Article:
UNIDENTIFIED FARMER: My wife and I both do have full-time jobs as well. So we farm full-time, but we also have other jobs too. Yes. At one time I did have the desire for this to be full-time. My Dad passed away in February of 2017, and the tax business that I own is with his business partner. So when he passed away, I kind of jumped into that role and, really quickly, from maybe not the true desire but a familial financial responsibility stand point, it made sense for me to stick with the tax business but then also put some more drive and effort into making the farming and the tax business work together versus, 'Oh I can only do one or the other.'
UNIDENTIFIED FARMER: At the moment we're still a new business, we're still growing. So, yes, absolutely, we are having to fund it through off farm jobs. So Amanda works part-time, I work full-time.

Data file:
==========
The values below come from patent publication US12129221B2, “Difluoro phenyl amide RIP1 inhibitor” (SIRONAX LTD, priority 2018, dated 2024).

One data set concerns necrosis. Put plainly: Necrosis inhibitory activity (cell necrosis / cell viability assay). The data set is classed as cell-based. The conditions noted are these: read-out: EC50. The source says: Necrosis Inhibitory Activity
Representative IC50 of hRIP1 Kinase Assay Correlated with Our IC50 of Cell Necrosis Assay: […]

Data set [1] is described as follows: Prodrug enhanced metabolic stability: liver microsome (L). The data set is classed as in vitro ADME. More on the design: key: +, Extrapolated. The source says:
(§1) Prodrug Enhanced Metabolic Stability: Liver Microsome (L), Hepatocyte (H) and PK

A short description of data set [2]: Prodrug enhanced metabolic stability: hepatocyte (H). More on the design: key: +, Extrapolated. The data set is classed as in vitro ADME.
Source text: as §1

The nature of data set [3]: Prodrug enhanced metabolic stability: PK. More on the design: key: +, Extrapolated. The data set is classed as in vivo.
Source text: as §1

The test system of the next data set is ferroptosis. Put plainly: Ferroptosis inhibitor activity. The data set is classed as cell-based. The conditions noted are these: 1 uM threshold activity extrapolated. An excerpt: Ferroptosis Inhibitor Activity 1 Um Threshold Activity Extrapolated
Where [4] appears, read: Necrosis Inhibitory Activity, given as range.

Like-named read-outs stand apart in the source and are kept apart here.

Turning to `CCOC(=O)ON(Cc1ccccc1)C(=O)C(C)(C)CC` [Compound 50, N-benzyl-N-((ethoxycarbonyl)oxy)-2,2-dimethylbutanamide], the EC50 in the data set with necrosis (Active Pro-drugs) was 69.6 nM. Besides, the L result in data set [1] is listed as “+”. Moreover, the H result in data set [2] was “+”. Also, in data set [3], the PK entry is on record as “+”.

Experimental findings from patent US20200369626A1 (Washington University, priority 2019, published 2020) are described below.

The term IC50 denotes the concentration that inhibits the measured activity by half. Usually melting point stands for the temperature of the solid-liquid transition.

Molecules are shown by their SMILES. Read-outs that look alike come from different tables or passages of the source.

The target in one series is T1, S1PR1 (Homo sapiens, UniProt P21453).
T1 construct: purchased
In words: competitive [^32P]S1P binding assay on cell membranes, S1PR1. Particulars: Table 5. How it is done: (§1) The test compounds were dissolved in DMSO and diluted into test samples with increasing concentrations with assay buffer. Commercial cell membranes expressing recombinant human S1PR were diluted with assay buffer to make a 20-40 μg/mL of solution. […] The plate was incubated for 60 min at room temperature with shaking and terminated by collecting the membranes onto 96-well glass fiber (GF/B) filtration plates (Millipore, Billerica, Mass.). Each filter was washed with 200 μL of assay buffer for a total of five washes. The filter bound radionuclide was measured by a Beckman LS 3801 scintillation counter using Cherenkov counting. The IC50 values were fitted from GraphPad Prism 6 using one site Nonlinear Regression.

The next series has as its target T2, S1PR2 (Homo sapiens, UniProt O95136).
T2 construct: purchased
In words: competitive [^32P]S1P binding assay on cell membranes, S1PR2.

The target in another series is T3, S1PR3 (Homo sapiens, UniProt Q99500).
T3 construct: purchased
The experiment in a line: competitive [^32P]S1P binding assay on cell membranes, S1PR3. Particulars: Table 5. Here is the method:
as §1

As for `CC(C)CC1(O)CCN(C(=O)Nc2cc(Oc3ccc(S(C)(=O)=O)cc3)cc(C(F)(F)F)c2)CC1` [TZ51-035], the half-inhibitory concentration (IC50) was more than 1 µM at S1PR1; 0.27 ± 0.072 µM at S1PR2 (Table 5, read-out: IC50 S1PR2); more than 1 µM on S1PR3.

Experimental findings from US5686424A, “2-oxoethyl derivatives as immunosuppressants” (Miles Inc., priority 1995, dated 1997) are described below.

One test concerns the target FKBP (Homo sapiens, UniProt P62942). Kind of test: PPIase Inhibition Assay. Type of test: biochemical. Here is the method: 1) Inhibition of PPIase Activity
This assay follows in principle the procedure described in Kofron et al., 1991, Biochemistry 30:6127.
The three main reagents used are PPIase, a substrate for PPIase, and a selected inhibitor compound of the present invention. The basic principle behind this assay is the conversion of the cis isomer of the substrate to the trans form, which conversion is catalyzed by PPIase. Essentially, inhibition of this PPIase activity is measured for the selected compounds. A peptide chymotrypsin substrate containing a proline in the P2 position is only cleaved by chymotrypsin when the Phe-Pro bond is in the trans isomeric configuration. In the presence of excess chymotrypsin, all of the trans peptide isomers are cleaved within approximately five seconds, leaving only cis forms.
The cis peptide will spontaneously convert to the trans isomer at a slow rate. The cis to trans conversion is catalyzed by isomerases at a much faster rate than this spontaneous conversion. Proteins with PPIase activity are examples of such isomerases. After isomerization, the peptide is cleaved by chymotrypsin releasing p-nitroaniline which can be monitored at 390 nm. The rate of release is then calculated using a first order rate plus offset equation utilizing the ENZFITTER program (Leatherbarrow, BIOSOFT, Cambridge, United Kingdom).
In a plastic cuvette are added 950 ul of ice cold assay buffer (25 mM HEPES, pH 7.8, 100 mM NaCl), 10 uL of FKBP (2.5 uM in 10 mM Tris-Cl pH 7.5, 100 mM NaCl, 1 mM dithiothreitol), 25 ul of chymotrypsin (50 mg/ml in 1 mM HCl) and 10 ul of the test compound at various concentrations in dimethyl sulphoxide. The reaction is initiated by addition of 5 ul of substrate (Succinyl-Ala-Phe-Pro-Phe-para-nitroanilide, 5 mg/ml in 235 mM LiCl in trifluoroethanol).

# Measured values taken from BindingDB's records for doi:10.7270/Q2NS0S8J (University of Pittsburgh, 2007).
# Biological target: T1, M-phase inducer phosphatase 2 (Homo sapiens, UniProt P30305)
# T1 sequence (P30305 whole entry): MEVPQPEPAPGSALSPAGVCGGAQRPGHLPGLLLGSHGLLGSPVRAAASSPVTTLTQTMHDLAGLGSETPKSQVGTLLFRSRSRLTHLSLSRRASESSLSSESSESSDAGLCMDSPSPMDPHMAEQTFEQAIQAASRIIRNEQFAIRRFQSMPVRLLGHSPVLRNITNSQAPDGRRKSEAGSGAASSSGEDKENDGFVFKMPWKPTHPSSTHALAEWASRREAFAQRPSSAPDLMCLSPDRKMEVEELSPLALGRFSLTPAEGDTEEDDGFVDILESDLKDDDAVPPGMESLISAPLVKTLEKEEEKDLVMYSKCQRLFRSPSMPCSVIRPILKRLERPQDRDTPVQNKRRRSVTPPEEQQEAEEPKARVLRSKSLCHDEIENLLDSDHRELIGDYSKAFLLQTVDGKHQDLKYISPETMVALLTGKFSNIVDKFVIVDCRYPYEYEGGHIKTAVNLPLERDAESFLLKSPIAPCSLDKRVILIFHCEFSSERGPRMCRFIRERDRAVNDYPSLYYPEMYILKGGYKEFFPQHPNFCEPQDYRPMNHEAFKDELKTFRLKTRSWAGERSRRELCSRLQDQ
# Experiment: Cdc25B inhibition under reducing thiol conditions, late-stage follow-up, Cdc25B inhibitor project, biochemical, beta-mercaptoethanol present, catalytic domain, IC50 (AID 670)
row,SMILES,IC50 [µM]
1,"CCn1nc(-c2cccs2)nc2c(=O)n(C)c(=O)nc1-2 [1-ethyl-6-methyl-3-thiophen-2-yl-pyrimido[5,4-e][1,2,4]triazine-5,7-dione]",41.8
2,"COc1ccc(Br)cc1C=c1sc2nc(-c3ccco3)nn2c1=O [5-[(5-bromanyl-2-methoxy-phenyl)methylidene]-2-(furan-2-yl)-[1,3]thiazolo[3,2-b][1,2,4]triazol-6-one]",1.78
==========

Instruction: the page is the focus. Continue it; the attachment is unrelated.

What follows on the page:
UNIDENTIFIED FARMER: Presently I work so I can farm, and that's okay, but I do want to make farming my full-time job and, of course, that's going to require a lot of hustle on my part but it's also going to mean that I need to diversify and that's right back into that problem of mono culture. The thing that's so great about a market farm or farming on a small scale is that, if something terrible happens and one of my crops fails, it's not the end of the world because I'm not relying on one single crop to feed my family. I'm relying on a large variety of fruits, vegetables, berries, nuts, eggs, the whole shebang.